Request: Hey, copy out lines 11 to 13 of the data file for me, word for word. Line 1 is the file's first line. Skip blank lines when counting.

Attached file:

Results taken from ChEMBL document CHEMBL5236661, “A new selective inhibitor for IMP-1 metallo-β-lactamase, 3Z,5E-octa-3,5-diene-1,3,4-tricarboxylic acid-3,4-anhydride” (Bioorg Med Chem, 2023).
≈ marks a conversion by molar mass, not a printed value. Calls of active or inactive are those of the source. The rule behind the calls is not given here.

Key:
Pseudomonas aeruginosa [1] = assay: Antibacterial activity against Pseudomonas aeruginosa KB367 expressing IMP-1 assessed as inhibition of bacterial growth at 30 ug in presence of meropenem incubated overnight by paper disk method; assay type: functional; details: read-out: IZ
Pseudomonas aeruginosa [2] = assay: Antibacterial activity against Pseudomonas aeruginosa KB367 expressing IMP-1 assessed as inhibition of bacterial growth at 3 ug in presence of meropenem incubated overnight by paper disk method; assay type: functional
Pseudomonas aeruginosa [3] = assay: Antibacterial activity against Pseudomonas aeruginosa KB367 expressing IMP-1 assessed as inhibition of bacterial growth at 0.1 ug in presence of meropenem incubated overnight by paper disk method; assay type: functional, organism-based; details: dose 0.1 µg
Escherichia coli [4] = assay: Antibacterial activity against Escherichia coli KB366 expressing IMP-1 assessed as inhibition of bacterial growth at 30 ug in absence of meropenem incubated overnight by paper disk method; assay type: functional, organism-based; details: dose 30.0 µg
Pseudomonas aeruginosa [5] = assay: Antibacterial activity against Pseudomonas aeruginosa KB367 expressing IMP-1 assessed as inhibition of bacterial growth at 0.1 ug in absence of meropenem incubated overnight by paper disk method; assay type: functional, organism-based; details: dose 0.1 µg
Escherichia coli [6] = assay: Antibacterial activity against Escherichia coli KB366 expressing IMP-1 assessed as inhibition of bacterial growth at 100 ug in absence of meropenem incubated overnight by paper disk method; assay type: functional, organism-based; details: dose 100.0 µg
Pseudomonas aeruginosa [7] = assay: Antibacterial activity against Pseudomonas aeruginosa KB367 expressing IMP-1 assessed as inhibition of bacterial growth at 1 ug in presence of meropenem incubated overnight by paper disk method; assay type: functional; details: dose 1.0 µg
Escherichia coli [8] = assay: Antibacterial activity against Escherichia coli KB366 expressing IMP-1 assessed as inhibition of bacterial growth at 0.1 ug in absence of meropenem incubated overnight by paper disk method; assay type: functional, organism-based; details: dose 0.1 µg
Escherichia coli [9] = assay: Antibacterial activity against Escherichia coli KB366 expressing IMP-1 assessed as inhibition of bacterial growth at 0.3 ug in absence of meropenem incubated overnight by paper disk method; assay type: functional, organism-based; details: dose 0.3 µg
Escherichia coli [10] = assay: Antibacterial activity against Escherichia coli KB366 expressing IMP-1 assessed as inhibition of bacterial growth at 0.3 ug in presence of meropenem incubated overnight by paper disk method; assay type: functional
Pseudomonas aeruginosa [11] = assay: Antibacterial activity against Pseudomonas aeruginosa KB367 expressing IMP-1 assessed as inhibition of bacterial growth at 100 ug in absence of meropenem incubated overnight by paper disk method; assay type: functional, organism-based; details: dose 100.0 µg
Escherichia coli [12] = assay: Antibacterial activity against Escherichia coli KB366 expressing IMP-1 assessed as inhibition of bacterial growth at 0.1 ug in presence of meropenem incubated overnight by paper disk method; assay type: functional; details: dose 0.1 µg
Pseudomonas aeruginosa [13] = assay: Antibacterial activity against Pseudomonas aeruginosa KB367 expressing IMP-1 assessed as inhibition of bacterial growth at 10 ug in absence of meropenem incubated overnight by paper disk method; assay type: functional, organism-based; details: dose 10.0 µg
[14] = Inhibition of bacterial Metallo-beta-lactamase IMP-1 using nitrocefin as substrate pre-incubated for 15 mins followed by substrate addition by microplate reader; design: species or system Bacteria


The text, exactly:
Escherichia coli [8] = assay: Antibacterial activity against Escherichia coli KB366 expressing IMP-1 assessed as inhibition of bacterial growth at 0.1 ug in absence of meropenem incubated overnight by paper disk method; assay type: functional, organism-based; details: dose 0.1 µg
Escherichia coli [9] = assay: Antibacterial activity against Escherichia coli KB366 expressing IMP-1 assessed as inhibition of bacterial growth at 0.3 ug in absence of meropenem incubated overnight by paper disk method; assay type: functional, organism-based; details: dose 0.3 µg
Escherichia coli [10] = assay: Antibacterial activity against Escherichia coli KB366 expressing IMP-1 assessed as inhibition of bacterial growth at 0.3 ug in presence of meropenem incubated overnight by paper disk method; assay type: functional